We will present and contextualize a representative selection of highly relevant Romani contributions to art.

Our curators select art for the artistic archive sections dance, film, literature, music, theatre & drama, visual arts, and politics of photography, as well as the interdisciplinary section Flamenco.

Moreover, there is a curator for the section on Holocaust as well as a group of curators active for the section on the Romani civil rights movement.

Imparting Knowledge & Tackling Stereotypes

RomArchive will establish a reliable source of knowledge that contrasts stereotypes and prejudices with valid facts.

In our digital and multilingual archive we will make the arts and cultures of Roma visible as integral parts of our common cultural history.

Securing Permanence

We will transfer the project, after its five-year set-up phase (2015–2019), to an international Romani NGO.

 

What are RomArchive’s Strategic Priorities?

Visibility | Reliability | Romani Leadership | Permanence

 

Who is supporting RomArchive?

The participants in the project—within the various working groups there are around 150 actors from 15 countries across Europe and beyond—form a worldwide network of artists, scientists and activists, most of whom come from a Roma community.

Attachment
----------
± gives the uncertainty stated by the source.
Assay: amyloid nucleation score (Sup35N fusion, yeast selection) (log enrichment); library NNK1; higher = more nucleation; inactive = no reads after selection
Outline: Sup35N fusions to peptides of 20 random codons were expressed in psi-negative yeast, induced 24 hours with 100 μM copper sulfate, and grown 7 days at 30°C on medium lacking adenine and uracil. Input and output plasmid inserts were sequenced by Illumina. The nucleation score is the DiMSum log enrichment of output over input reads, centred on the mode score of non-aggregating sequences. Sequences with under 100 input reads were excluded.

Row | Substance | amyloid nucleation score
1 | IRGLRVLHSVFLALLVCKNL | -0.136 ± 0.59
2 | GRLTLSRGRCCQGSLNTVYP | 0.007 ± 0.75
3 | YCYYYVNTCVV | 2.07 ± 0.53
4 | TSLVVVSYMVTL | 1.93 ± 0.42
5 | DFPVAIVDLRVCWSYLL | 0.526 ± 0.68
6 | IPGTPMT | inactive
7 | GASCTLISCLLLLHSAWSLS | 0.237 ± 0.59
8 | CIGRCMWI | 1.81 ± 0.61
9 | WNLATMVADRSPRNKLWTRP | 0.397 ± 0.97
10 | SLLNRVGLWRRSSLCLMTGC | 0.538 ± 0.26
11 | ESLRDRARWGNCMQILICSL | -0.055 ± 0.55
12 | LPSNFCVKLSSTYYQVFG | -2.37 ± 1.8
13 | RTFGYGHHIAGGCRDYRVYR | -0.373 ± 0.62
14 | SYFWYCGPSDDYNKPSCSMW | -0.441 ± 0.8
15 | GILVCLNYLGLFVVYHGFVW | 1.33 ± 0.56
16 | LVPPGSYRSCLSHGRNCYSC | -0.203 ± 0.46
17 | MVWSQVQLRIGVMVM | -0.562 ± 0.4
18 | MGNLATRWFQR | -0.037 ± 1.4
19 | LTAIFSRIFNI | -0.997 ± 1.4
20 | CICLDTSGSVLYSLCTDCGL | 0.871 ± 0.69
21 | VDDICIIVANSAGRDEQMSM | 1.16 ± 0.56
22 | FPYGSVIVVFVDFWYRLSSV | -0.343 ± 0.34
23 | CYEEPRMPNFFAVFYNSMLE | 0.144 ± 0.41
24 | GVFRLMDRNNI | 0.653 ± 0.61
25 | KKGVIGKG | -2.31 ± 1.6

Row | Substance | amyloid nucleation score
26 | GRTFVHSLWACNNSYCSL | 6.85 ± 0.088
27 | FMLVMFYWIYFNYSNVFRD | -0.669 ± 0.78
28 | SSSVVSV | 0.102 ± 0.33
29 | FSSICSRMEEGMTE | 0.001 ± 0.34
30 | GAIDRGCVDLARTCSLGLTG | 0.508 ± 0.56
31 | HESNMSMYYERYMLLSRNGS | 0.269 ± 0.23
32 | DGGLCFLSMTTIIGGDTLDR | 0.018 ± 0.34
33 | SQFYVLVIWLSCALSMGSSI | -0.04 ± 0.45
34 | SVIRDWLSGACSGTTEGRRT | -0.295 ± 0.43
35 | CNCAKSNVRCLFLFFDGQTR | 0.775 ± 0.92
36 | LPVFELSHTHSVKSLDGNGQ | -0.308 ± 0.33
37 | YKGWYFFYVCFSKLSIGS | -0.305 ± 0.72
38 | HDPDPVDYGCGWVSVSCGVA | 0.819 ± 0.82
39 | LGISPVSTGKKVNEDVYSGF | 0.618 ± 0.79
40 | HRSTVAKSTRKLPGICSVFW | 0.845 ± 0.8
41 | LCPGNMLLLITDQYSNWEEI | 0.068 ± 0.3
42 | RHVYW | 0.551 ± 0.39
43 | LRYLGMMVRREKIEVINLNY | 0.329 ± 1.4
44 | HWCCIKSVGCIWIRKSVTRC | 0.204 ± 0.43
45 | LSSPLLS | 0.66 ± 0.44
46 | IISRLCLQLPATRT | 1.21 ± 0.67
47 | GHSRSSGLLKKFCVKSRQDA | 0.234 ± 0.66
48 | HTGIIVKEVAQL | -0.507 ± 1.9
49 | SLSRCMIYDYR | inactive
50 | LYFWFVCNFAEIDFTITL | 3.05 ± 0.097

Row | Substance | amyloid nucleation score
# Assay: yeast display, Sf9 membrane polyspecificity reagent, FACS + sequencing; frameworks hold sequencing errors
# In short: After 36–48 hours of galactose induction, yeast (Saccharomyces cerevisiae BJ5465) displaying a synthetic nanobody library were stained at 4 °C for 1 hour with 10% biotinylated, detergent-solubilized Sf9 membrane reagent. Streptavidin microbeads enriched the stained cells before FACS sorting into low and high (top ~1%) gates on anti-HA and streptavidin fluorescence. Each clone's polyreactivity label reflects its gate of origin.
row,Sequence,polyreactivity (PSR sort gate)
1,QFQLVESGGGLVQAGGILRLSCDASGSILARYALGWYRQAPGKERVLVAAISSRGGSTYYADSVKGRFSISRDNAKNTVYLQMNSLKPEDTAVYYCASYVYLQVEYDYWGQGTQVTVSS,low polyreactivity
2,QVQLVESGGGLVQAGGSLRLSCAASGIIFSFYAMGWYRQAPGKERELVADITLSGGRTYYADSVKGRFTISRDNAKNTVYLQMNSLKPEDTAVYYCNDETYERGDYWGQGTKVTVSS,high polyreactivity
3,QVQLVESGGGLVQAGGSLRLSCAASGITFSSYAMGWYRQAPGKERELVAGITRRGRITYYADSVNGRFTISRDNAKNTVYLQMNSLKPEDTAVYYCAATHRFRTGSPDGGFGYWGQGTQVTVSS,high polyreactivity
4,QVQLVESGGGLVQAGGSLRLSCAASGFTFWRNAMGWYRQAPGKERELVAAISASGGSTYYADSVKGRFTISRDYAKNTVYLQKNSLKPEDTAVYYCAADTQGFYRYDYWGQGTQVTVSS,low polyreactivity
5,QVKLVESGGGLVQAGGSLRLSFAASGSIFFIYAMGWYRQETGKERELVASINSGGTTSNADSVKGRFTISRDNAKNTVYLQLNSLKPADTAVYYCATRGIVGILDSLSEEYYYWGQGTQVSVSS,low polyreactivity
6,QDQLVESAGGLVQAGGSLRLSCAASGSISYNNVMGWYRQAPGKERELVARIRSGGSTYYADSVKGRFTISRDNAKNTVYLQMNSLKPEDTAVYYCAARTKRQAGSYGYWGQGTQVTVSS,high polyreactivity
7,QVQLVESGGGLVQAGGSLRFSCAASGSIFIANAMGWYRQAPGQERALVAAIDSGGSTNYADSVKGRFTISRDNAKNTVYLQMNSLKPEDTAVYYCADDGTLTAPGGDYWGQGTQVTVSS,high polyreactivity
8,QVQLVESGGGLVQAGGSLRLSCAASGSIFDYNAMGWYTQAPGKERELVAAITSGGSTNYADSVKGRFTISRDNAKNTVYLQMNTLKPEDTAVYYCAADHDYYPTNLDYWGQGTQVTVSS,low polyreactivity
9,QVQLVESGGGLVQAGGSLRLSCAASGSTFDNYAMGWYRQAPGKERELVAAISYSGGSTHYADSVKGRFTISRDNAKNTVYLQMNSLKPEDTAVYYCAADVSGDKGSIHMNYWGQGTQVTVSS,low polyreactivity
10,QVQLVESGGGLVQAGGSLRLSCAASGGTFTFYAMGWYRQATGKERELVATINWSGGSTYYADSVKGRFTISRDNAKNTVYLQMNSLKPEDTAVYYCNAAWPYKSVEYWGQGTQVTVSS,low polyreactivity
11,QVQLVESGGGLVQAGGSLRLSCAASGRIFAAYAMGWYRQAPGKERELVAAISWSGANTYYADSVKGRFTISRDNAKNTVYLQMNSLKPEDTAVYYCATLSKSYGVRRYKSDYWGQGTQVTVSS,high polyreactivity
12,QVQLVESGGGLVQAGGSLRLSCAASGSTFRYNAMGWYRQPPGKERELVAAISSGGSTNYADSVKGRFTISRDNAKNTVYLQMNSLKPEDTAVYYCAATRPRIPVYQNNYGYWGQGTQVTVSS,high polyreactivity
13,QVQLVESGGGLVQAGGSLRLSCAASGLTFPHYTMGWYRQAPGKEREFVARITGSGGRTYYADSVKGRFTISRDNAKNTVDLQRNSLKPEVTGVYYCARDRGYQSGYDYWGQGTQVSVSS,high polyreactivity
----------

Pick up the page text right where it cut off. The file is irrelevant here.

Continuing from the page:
An international team of curators is responsible for the design and contents of the archive’s individual sections.

An international advisory board supports and advises the curators. It also determines strategic project guidelines. Its members are individual artists, scholars, and activists, as well as representatives of international Roma organisations working in the fields of art, culture, and scholarly research.

The team headed by Franziska Sauerbrey and Isabel Raabe, the project initiators, is responsible for the overall project coordination.

Moreover, it is in charge of managing the budget that the German Federal Cultural Foundation’s Board of Trustees awarded to RomArchive in its meeting on 1 December 2014 and of securing additional third-party funding.